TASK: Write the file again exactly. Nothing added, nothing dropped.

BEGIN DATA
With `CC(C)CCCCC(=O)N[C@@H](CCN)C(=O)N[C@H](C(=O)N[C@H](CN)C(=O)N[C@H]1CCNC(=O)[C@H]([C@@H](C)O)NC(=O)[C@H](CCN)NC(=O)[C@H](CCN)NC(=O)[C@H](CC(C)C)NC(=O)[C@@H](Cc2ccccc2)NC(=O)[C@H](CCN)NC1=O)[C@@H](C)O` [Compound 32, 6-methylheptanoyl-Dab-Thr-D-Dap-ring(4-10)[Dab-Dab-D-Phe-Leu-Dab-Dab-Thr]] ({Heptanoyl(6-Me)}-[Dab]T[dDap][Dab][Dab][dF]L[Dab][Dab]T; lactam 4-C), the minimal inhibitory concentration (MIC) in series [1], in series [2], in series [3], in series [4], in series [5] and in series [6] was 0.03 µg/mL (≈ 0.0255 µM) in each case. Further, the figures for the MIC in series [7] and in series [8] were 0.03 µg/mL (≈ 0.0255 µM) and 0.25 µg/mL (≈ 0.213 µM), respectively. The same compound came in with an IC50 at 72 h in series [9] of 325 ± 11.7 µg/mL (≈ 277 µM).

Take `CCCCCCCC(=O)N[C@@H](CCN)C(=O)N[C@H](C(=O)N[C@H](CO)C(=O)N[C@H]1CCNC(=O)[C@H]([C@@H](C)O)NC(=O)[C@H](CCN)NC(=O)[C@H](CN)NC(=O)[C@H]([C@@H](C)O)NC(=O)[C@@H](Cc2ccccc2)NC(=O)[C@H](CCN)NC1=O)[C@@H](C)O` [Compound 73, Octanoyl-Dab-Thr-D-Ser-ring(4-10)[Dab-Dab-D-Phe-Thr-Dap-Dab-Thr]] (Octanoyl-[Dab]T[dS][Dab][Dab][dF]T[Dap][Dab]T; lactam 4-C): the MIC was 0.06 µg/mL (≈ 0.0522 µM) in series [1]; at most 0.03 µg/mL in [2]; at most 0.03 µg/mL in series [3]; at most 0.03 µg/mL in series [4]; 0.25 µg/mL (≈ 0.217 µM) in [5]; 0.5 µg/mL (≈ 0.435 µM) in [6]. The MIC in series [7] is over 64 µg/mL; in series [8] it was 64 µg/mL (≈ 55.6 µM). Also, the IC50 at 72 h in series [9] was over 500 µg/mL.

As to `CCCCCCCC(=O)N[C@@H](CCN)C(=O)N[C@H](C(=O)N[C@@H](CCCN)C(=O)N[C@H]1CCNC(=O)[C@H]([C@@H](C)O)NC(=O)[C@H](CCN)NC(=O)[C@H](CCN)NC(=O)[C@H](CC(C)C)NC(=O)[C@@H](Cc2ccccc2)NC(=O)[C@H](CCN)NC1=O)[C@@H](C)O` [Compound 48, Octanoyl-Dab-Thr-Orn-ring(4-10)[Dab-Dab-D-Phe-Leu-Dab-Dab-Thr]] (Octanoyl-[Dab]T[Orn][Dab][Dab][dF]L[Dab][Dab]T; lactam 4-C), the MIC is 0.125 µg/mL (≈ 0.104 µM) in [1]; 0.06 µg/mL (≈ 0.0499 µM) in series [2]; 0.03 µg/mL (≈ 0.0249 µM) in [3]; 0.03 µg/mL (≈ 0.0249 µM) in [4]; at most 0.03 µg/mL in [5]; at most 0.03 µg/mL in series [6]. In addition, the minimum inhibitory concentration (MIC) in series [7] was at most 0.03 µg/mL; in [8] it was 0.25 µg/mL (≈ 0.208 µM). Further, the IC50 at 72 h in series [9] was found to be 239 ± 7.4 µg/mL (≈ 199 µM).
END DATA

With `CC(C)CCCCC(=O)N[C@@H](CCN)C(=O)N[C@H](C(=O)N[C@H](CN)C(=O)N[C@H]1CCNC(=O)[C@H]([C@@H](C)O)NC(=O)[C@H](CCN)NC(=O)[C@H](CCN)NC(=O)[C@H](CC(C)C)NC(=O)[C@@H](Cc2ccccc2)NC(=O)[C@H](CCN)NC1=O)[C@@H](C)O` [Compound 32, 6-methylheptanoyl-Dab-Thr-D-Dap-ring(4-10)[Dab-Dab-D-Phe-Leu-Dab-Dab-Thr]] ({Heptanoyl(6-Me)}-[Dab]T[dDap][Dab][Dab][dF]L[Dab][Dab]T; lactam 4-C), the minimal inhibitory concentration (MIC) in series [1], in series [2], in series [3], in series [4], in series [5] and in series [6] was 0.03 µg/mL (≈ 0.0255 µM) in each case. Further, the figures for the MIC in series [7] and in series [8] were 0.03 µg/mL (≈ 0.0255 µM) and 0.25 µg/mL (≈ 0.213 µM), respectively. The same compound came in with an IC50 at 72 h in series [9] of 325 ± 11.7 µg/mL (≈ 277 µM).

Take `CCCCCCCC(=O)N[C@@H](CCN)C(=O)N[C@H](C(=O)N[C@H](CO)C(=O)N[C@H]1CCNC(=O)[C@H]([C@@H](C)O)NC(=O)[C@H](CCN)NC(=O)[C@H](CN)NC(=O)[C@H]([C@@H](C)O)NC(=O)[C@@H](Cc2ccccc2)NC(=O)[C@H](CCN)NC1=O)[C@@H](C)O` [Compound 73, Octanoyl-Dab-Thr-D-Ser-ring(4-10)[Dab-Dab-D-Phe-Thr-Dap-Dab-Thr]] (Octanoyl-[Dab]T[dS][Dab][Dab][dF]T[Dap][Dab]T; lactam 4-C): the MIC was 0.06 µg/mL (≈ 0.0522 µM) in series [1]; at most 0.03 µg/mL in [2]; at most 0.03 µg/mL in series [3]; at most 0.03 µg/mL in series [4]; 0.25 µg/mL (≈ 0.217 µM) in [5]; 0.5 µg/mL (≈ 0.435 µM) in [6]. The MIC in series [7] is over 64 µg/mL; in series [8] it was 64 µg/mL (≈ 55.6 µM). Also, the IC50 at 72 h in series [9] was over 500 µg/mL.

As to `CCCCCCCC(=O)N[C@@H](CCN)C(=O)N[C@H](C(=O)N[C@@H](CCCN)C(=O)N[C@H]1CCNC(=O)[C@H]([C@@H](C)O)NC(=O)[C@H](CCN)NC(=O)[C@H](CCN)NC(=O)[C@H](CC(C)C)NC(=O)[C@@H](Cc2ccccc2)NC(=O)[C@H](CCN)NC1=O)[C@@H](C)O` [Compound 48, Octanoyl-Dab-Thr-Orn-ring(4-10)[Dab-Dab-D-Phe-Leu-Dab-Dab-Thr]] (Octanoyl-[Dab]T[Orn][Dab][Dab][dF]L[Dab][Dab]T; lactam 4-C), the MIC is 0.125 µg/mL (≈ 0.104 µM) in [1]; 0.06 µg/mL (≈ 0.0499 µM) in series [2]; 0.03 µg/mL (≈ 0.0249 µM) in [3]; 0.03 µg/mL (≈ 0.0249 µM) in [4]; at most 0.03 µg/mL in [5]; at most 0.03 µg/mL in series [6]. In addition, the minimum inhibitory concentration (MIC) in series [7] was at most 0.03 µg/mL; in [8] it was 0.25 µg/mL (≈ 0.208 µM). Further, the IC50 at 72 h in series [9] was found to be 239 ± 7.4 µg/mL (≈ 199 µM).